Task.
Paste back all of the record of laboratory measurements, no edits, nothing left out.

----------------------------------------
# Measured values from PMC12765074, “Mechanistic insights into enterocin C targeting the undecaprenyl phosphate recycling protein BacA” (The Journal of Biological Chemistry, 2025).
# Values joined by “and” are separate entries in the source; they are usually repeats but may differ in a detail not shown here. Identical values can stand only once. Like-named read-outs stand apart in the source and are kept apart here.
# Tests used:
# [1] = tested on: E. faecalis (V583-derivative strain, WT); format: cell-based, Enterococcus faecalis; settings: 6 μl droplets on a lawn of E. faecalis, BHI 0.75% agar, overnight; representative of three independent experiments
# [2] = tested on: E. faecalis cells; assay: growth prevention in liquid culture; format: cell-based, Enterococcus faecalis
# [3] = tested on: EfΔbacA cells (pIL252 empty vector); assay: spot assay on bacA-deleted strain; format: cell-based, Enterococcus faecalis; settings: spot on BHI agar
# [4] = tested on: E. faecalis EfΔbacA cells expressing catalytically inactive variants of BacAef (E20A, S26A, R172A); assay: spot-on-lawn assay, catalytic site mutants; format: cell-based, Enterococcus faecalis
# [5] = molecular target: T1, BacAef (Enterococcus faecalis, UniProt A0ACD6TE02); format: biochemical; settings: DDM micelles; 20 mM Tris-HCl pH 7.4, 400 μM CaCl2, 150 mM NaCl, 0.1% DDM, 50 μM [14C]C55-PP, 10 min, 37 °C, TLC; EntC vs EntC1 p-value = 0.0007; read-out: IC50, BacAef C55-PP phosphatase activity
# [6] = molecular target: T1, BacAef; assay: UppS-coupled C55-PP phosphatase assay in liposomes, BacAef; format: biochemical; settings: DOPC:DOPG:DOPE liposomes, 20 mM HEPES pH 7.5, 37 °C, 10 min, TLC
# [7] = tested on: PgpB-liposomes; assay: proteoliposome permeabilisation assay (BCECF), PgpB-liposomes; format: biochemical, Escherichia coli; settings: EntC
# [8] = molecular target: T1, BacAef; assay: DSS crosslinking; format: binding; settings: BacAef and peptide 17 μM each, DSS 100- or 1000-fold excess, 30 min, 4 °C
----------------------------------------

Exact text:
# Measured values from PMC12765074, “Mechanistic insights into enterocin C targeting the undecaprenyl phosphate recycling protein BacA” (The Journal of Biological Chemistry, 2025).
# Values joined by “and” are separate entries in the source; they are usually repeats but may differ in a detail not shown here. Identical values can stand only once. Like-named read-outs stand apart in the source and are kept apart here.
# Tests used:
# [1] = tested on: E. faecalis (V583-derivative strain, WT); format: cell-based, Enterococcus faecalis; settings: 6 μl droplets on a lawn of E. faecalis, BHI 0.75% agar, overnight; representative of three independent experiments
# [2] = tested on: E. faecalis cells; assay: growth prevention in liquid culture; format: cell-based, Enterococcus faecalis
# [3] = tested on: EfΔbacA cells (pIL252 empty vector); assay: spot assay on bacA-deleted strain; format: cell-based, Enterococcus faecalis; settings: spot on BHI agar
# [4] = tested on: E. faecalis EfΔbacA cells expressing catalytically inactive variants of BacAef (E20A, S26A, R172A); assay: spot-on-lawn assay, catalytic site mutants; format: cell-based, Enterococcus faecalis
# [5] = molecular target: T1, BacAef (Enterococcus faecalis, UniProt A0ACD6TE02); format: biochemical; settings: DDM micelles; 20 mM Tris-HCl pH 7.4, 400 μM CaCl2, 150 mM NaCl, 0.1% DDM, 50 μM [14C]C55-PP, 10 min, 37 °C, TLC; EntC vs EntC1 p-value = 0.0007; read-out: IC50, BacAef C55-PP phosphatase activity
# [6] = molecular target: T1, BacAef; assay: UppS-coupled C55-PP phosphatase assay in liposomes, BacAef; format: biochemical; settings: DOPC:DOPG:DOPE liposomes, 20 mM HEPES pH 7.5, 37 °C, 10 min, TLC
# [7] = tested on: PgpB-liposomes; assay: proteoliposome permeabilisation assay (BCECF), PgpB-liposomes; format: biochemical, Escherichia coli; settings: EntC
# [8] = molecular target: T1, BacAef; assay: DSS crosslinking; format: binding; settings: BacAef and peptide 17 μM each, DSS 100- or 1000-fold excess, 30 min, 4 °C